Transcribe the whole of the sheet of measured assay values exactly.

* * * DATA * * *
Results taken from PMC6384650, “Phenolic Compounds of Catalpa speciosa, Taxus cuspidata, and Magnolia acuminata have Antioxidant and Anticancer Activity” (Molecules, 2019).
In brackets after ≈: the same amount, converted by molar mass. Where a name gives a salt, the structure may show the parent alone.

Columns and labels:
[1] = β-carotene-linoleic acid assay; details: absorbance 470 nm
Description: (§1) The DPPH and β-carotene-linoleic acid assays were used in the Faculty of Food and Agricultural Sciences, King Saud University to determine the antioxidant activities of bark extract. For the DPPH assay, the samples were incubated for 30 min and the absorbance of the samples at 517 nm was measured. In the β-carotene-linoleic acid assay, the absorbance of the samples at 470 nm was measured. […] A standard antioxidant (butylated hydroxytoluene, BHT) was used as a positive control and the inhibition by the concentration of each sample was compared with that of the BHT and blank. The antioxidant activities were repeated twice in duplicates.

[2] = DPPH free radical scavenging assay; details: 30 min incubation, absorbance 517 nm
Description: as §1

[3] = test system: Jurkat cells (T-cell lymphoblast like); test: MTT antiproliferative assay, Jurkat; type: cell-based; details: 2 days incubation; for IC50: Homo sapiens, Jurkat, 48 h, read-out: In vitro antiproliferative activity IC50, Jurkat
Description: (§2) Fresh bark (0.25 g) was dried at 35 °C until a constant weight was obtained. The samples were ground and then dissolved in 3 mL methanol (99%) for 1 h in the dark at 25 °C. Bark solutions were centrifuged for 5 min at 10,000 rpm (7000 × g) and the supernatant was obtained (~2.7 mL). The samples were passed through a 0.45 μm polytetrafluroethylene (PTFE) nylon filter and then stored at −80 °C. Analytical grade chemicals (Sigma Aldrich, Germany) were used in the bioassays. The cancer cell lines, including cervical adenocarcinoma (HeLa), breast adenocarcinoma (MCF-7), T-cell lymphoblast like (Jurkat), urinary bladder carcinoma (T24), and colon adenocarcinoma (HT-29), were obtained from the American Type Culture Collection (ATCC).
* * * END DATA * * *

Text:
Results taken from PMC6384650, “Phenolic Compounds of Catalpa speciosa, Taxus cuspidata, and Magnolia acuminata have Antioxidant and Anticancer Activity” (Molecules, 2019).
In brackets after ≈: the same amount, converted by molar mass. Where a name gives a salt, the structure may show the parent alone.

Columns and labels:
[1] = β-carotene-linoleic acid assay; details: absorbance 470 nm
Description: (§1) The DPPH and β-carotene-linoleic acid assays were used in the Faculty of Food and Agricultural Sciences, King Saud University to determine the antioxidant activities of bark extract. For the DPPH assay, the samples were incubated for 30 min and the absorbance of the samples at 517 nm was measured. In the β-carotene-linoleic acid assay, the absorbance of the samples at 470 nm was measured. […] A standard antioxidant (butylated hydroxytoluene, BHT) was used as a positive control and the inhibition by the concentration of each sample was compared with that of the BHT and blank. The antioxidant activities were repeated twice in duplicates.

[2] = DPPH free radical scavenging assay; details: 30 min incubation, absorbance 517 nm
Description: as §1

[3] = test system: Jurkat cells (T-cell lymphoblast like); test: MTT antiproliferative assay, Jurkat; type: cell-based; details: 2 days incubation; for IC50: Homo sapiens, Jurkat, 48 h, read-out: In vitro antiproliferative activity IC50, Jurkat
Description: (§2) Fresh bark (0.25 g) was dried at 35 °C until a constant weight was obtained. The samples were ground and then dissolved in 3 mL methanol (99%) for 1 h in the dark at 25 °C. Bark solutions were centrifuged for 5 min at 10,000 rpm (7000 × g) and the supernatant was obtained (~2.7 mL). The samples were passed through a 0.45 μm polytetrafluroethylene (PTFE) nylon filter and then stored at −80 °C. Analytical grade chemicals (Sigma Aldrich, Germany) were used in the bioassays. The cancer cell lines, including cervical adenocarcinoma (HeLa), breast adenocarcinoma (MCF-7), T-cell lymphoblast like (Jurkat), urinary bladder carcinoma (T24), and colon adenocarcinoma (HT-29), were obtained from the American Type Culture Collection (ATCC).